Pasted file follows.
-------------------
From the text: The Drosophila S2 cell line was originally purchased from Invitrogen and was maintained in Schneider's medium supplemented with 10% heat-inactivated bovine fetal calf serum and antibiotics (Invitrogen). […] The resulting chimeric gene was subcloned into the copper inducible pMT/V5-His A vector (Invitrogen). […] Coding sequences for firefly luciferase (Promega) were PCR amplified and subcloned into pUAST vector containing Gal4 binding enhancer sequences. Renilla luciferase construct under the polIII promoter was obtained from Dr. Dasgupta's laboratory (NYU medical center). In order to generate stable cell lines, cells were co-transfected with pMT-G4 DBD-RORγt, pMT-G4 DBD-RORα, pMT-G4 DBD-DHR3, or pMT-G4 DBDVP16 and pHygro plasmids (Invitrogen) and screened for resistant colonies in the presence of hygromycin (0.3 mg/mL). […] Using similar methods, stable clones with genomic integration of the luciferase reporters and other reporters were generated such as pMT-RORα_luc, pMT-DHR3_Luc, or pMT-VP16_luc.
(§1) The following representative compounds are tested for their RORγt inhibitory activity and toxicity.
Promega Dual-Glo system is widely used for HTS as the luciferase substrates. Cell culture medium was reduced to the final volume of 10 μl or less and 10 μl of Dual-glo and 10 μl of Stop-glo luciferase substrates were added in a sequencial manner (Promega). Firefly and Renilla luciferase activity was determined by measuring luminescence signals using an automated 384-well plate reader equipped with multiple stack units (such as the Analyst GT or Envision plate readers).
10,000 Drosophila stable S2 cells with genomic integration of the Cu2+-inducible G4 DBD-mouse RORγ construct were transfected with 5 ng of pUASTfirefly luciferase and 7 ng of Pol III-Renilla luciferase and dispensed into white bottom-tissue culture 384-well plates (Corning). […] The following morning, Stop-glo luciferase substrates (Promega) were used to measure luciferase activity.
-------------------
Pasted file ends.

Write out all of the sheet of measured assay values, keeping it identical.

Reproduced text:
From the text: The Drosophila S2 cell line was originally purchased from Invitrogen and was maintained in Schneider's medium supplemented with 10% heat-inactivated bovine fetal calf serum and antibiotics (Invitrogen). […] The resulting chimeric gene was subcloned into the copper inducible pMT/V5-His A vector (Invitrogen). […] Coding sequences for firefly luciferase (Promega) were PCR amplified and subcloned into pUAST vector containing Gal4 binding enhancer sequences. Renilla luciferase construct under the polIII promoter was obtained from Dr. Dasgupta's laboratory (NYU medical center). In order to generate stable cell lines, cells were co-transfected with pMT-G4 DBD-RORγt, pMT-G4 DBD-RORα, pMT-G4 DBD-DHR3, or pMT-G4 DBDVP16 and pHygro plasmids (Invitrogen) and screened for resistant colonies in the presence of hygromycin (0.3 mg/mL). […] Using similar methods, stable clones with genomic integration of the luciferase reporters and other reporters were generated such as pMT-RORα_luc, pMT-DHR3_Luc, or pMT-VP16_luc.
(§1) The following representative compounds are tested for their RORγt inhibitory activity and toxicity.
Promega Dual-Glo system is widely used for HTS as the luciferase substrates. Cell culture medium was reduced to the final volume of 10 μl or less and 10 μl of Dual-glo and 10 μl of Stop-glo luciferase substrates were added in a sequencial manner (Promega). Firefly and Renilla luciferase activity was determined by measuring luminescence signals using an automated 384-well plate reader equipped with multiple stack units (such as the Analyst GT or Envision plate readers).
10,000 Drosophila stable S2 cells with genomic integration of the Cu2+-inducible G4 DBD-mouse RORγ construct were transfected with 5 ng of pUASTfirefly luciferase and 7 ng of Pol III-Renilla luciferase and dispensed into white bottom-tissue culture 384-well plates (Corning). […] The following morning, Stop-glo luciferase substrates (Promega) were used to measure luciferase activity.